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Hobbs & Shaw prizes raw charisma over original action

The first Fast and Furious spinoff needs a little more juice to get it over the finish line

Jason Statham and The Rock preparing for a fight in Hobbs & Shaw Daniel Smith/Universal Pictures

The Fate of the Furious, the eighth movie in the Fast & Furious franchise, set a new standard for outrageous action movie spectacle. But how do you follow a movie that features a race between a nuclear submarine and supercars on the arctic tundra? At a certain point the one upmanship of the Fast and the Furious franchise has to reach a breaking point.

Hobbs & Shaw is it. But while it may not have the same set piece panache as core Fast & Furious entries, the unstoppable charm of Jason Statham and Dwayne “The Rock” Johnson mostly make up the difference.

Hobbs (Johnson) and Shaw (Statham) don’t like each other. This clear from past Fast & Furious movies, but Hobbs & Shaw makes a meal of this animosity. Hobbs is an upstanding, law-abiding super agent, and Shaw is a criminal who only cares about his family and nothing else. But what happens when they have to (gasp!) work together?

hobbs & shaw take out two goons while cocking their pistols Daniel Smith/Universal Pictures

The plot of the film is very much not the point of Hobbs & Shaw, but here are the basics: a world-ending virus is out in the open, supposedly stolen by Shaw’s sister, Hattie (Vanessa Kirby). In truth it’s the robotically enhanced Brixton, played by a comically over-the-top Idris Elba, who is the real baddie in this scenario, and it’s up to Hobbs and Shaw to put aside their differences to take him down. Let me reiterate that this really does not matter. You are here for the quippy lines and shit blowing up, and the spin-off has plenty of both.

I wouldn’t imagine anyone heading to a Fast and Furious movie for the dialogue, but Hobbs and Shaw’s best moments revolve around the duo despising each other. Early on, Hobbs proclaims that Shaw’s voice sounds like someone “dragging his balls across shattered glass.” A ridiculous line, but delivered with perfect intensity by Johnson. Shaw, meanwhile, frequently mocks Hobbs’ enormous size and lack of subtlety. “This job requires stealth,” says Shaw. “Look at you.”

This banter works well, even in scenes without a hint of action. At one point The Rock has to cram himself into an economy seat on an airplane while wearing a disguise provided by Shaw (a comically tight-fitting jumpsuit), a setup that utilizes Johnson’s adeptness at physical comedy while Statham rips him to shreds.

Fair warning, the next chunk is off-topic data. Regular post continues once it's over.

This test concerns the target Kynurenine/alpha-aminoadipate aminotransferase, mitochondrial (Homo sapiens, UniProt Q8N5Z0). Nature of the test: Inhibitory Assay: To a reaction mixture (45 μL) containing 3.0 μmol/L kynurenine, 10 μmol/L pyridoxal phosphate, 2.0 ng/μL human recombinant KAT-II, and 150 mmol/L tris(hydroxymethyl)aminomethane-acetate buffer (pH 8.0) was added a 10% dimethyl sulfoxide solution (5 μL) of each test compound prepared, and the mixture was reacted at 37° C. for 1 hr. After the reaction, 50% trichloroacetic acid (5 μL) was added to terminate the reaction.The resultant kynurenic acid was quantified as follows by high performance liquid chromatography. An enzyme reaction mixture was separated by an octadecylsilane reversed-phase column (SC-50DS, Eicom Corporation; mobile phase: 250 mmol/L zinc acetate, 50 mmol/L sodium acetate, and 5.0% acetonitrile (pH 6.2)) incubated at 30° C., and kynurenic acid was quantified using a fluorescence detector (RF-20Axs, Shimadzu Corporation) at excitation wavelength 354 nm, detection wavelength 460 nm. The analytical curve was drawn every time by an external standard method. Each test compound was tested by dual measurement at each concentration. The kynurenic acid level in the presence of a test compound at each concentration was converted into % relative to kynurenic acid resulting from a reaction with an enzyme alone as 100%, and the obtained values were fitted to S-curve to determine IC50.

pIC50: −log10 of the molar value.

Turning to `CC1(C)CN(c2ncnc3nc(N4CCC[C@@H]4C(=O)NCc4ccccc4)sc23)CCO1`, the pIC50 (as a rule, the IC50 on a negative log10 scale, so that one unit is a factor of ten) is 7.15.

The charisma of both men is matched by a handful of special guest cameos, including Ryan Reynolds, who has an entire scene to himself. Hobbs & Shaw is directed by Deadpool 2’s David Leitch, and Reynolds seems to be channeling the sweeter (if just as inappropriate) elements of Wade Wilson’s character as he describes having seen someone get stabbed by a brick (“how does that even happen?”) while in front of Hobbs’ tiny daughter.

Hattie (Vanessa Kirby) locking and loading a pistol in Hobbs & Shaw Daniel Smith/Universal Pictures

It’s a shame that Kirby’s Hattie doesn’t get the same sort of love in the script, as she’s more often used as a plot device and love interest for Hobbs. Which isn’t to say that female characters are totally underserved in this film: Helen Mirren returns as Shaw’s cockney-spewing mom (now in jail after the events of the last film) and predictably crushes the scene she’s in. Same goes for Hobbs’ mom (Lori Pelenise Tuisano), upstaging “The Rock” as few on the planet are capable of.

If only there were memorable action scenes. Almost all of the sequences, from a London street race to a sprint down the side of a building, feel like familiar F&F territory, and heavily rely on CG effects. Leitch is known for his close-up, realistic-looking fight scenes in John Wick and Deadpool 2. There are some of these in Hobbs & Shaw, but the majority have computers doing the heavy lifting, and feel like leftovers from James Bonds of yore (most notably a derelict nuclear power plant turned into a super secret evil lair).

The one set piece that manages to set itself apart is in Hobbs’ (and Johnson’s) native Samoa, where his family must have a final stand-off using tribal weapons against high-tech weapons. It’s visually unlike anything we’ve seen in the series before; seeing a shirtless Johnson lead his compatriots in a Siva Tau war dance before the fight is thrilling. The sequence also ends with the splashest stunt in the film, featuring a string of cars tied together to take down a helicopter. Outlandish? Unbelievable? Sure, but at least it was different!

Hobbs & Shaw leverages the charisma of its stars magnificently. I have no doubt that the duo will appear together again in the future. It’s just a shame that the rest of the movie’s action doesn’t hit these same highs.

Hobbs & Shaw will be released Aug. 2 in theaters.

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